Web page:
Eczema Quiz

Eczema (atopic dermatitis) is a very common allergic skin condition. It can be troublesome because of itchy skin, making it difficult to perform daily activities and sleep.

Eczema is a manageable condition, regardless of your age. There are many treatments currently available and future therapies are on the way. With careful evaluation and follow up with your allergist/Immunologist, you can have a high quality of life and enjoy all of your activities.

This quiz offers information on common things that make eczema worse, understanding how to avoid them and key pointers to more effective management.

Question 1
Eczema most commonly starts in young children before they reach school age.
True
False

True. Eczema usually starts in the first few years of life. Dermatitis that starts in adulthood is more likely to be contact reactions to chemicals in medicines, jewelry or make-up.

Question 2
Eczema commonly affects the back and the groin.
True
False

False. Eczema normally affects areas that are exposed. In young babies it commonly affects the face. In children it commonly affects the wrists, ankles, fronts of the elbows and backs of the knees. In adults eczema is often most troublesome on the hands. Eczema rarely affects the groin, and other causes should be considered if rash affects this area of the body.

Question 3
Eczema is now thought to be due to a leaky skin barrier allowing many irritating chemicals such as dust, foods and pollens through.
True
False

True. Leaky skin, particularly in early childhood, is now thought to allow irritants through and cause the itch and redness.

Question 4
More than half of children whose parents suffer from eczema will also have the disease.
True
False

True. If neither of the child’s parents have eczema then the risk is one in 10. If one parent is affected the risk is 50% and it increases to 70% if both parents have a history of suffering from eczema. In some patients with ancestors from the United States, Northern Europe and the Far East, eczema is inherited because of a faulty skin gene called filaggrin.

Question 5
Allergy tests, such as skin prick tests and blood tests are very useful in diagnosing the cause of eczema.
True
False

False. These allergy tests may help in the diagnosis of allergies where there is an immediate reaction – occurring within a few minutes to an hour of contact. However, they are more likely than not to produce false results if used in the diagnosis of what may be causing eczema flares.

Question 6
Foods are a common cause of eczema flares in adults.
True
False

False. Foods rarely cause eczema flares in adults. They may cause flares in young infants and children. The most common foods triggering eczema in children are dairy products, soy products, wheat and eggs. Many children will outgrow these food allergies as they get older. Foods should not be taken out of a child’s diet without first obtaining advice from a healthcare professional. Furthermore, healthcare professionals can also provide advice as to when these foods might be reintroduced back into the child’s diet.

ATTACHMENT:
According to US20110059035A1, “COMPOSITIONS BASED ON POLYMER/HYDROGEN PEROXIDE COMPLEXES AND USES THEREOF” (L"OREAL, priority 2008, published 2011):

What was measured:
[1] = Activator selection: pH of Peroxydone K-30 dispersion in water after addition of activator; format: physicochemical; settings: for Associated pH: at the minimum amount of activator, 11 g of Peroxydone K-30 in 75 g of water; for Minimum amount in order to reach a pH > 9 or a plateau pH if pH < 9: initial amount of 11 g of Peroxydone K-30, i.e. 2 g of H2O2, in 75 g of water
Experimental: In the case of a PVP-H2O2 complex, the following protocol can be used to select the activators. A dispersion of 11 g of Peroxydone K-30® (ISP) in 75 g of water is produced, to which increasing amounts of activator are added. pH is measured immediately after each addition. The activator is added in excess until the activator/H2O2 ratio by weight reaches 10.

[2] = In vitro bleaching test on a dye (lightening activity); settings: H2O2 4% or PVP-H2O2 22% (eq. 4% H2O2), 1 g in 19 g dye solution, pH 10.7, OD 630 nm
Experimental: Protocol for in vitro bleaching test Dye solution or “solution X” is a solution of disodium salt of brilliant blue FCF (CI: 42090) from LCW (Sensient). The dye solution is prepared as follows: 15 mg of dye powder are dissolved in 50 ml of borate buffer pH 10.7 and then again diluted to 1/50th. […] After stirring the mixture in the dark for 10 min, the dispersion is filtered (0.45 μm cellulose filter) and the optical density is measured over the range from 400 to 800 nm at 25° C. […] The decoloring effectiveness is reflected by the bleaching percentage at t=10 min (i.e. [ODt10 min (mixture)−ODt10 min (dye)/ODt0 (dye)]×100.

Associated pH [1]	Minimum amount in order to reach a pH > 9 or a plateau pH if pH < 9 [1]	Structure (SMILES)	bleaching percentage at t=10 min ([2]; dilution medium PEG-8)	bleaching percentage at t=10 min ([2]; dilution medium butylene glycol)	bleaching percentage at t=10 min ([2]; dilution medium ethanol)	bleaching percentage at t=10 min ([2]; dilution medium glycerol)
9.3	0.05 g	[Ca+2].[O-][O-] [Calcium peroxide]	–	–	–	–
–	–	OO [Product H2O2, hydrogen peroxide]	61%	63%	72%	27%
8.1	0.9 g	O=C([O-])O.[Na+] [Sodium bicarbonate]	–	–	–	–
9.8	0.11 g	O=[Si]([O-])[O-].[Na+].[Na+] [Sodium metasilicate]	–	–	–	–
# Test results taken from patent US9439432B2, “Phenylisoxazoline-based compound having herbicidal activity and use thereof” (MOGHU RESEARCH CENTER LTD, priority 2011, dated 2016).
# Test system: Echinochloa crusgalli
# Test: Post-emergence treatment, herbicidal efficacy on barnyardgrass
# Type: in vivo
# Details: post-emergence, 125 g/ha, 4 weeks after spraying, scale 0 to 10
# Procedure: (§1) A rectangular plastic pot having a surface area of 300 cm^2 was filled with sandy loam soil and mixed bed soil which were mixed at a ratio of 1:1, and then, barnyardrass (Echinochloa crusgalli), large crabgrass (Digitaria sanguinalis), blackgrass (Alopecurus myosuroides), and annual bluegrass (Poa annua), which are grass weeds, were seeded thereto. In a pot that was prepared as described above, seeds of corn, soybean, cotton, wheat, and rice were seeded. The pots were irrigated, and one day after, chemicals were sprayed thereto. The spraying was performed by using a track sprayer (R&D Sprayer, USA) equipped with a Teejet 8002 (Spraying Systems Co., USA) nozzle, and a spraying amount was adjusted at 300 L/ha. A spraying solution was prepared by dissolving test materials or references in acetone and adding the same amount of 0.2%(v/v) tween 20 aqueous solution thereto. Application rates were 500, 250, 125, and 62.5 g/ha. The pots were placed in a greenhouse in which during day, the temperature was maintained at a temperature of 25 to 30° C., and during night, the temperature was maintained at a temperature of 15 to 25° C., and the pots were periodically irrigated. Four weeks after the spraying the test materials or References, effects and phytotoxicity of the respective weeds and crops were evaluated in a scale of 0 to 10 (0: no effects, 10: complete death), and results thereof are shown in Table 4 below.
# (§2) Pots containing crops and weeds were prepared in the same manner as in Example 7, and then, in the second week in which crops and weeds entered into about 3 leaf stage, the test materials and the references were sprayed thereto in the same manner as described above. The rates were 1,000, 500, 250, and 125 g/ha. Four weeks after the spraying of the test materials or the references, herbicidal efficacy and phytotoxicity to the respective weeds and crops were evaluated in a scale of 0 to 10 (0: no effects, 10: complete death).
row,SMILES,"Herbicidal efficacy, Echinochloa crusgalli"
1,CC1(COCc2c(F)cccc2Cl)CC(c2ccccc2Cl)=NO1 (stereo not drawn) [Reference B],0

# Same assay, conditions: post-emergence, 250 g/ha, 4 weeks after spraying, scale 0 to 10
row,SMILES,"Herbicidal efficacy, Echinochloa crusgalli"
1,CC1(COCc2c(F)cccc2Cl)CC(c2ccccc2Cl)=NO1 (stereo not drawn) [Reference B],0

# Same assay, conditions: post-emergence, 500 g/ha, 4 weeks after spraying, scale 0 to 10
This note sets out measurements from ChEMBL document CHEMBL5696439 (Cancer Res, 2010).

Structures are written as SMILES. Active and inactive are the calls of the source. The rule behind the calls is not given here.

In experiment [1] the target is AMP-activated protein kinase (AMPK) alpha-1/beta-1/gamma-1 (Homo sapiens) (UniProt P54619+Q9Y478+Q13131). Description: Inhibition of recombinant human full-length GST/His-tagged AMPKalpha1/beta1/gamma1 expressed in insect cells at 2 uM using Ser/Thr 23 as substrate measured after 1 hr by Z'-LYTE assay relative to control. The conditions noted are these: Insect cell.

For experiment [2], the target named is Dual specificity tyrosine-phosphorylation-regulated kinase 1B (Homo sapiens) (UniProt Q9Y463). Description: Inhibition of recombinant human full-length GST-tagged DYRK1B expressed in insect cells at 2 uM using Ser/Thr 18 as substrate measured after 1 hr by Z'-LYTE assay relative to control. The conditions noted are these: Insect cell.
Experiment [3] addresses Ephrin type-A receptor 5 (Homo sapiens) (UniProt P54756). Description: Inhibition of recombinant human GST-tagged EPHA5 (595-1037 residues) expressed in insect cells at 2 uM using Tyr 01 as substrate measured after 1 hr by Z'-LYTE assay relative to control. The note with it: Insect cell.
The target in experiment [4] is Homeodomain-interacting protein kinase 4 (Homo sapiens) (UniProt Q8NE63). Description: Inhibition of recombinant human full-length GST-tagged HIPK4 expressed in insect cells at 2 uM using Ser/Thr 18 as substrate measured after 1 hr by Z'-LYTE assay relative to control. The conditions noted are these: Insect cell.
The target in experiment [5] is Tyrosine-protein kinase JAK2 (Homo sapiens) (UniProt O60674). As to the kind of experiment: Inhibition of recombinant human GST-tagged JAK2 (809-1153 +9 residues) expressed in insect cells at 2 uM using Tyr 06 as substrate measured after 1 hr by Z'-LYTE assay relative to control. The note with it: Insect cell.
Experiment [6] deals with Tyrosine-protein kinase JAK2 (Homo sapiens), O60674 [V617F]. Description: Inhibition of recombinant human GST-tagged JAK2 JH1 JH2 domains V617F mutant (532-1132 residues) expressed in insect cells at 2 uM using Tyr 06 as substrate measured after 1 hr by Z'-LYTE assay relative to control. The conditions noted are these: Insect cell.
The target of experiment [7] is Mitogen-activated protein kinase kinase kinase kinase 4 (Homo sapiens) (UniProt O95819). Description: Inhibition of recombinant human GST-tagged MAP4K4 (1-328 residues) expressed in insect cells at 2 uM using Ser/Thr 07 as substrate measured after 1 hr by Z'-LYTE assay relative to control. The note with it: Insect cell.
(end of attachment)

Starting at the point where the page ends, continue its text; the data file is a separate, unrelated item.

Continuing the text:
Question 7
Moisturizers are the mainstay of treatment for children with mild eczema.
True
False

True. Moisturizers, particularly oil-based moisturizers, help to provide a better barrier and also keep the skin moist. Creams are less effective and the chemicals in some creams may cause irritation. The choice of moisturizer is best left to the patient and their family, as personal preference is the best way of ensuring that the patient is happy with the medicine and uses it regularly.

Question 8
Mild topical steroids such as 1% hydrocortisone ointment can only be used for up to a week at a time, otherwise they will cause skin damage.
True
False

False. Topical steroids come in different strengths. One percent hydrocortisone is a mild potency steroid, which can be used regularly twice a day on inflamed skin without a significant risk of skin thinning or other side effects. More potent steroids should be used for up to a week or two unless otherwise directed by your healthcare professional. Potent steroids should not be applied to the face and neck because of the risk of skin damage in these more delicate areas of the body.

Question 9
Antihistamines are useful for treating the itchy skin in eczema.
True
False

False. Although antihistamines may be helpful for allergic reactions associated with hives and superficial swellings, standard antihistamines—often also used in the treatment of hay fever—do not reduce the itch in patients with eczema.

Question 10
Patients who have crusty, oozing painful skin which is not responding to normal creams and ointments, should just keep applying the treatment but more frequently.
True
False

False. Crusty, oozing painful skin suggests that there is a bacterial infection that is now causing the inflammation. This may have been caused by the scratching and damage to the skin allowing bacteria to take hold. It is not because the patient has suddenly become immune to the eczema treatment. See your doctor for re-evaluation as antibiotics may be required to treat the infection and bring the eczema back under control.

Remember to bring all medications (over-the-counter and prescription), including topical ones (creams, lotions, ointments), to your visit with your allergist/immunologist.

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Learn more about eczema symptoms, diagnosis, treatment and management.
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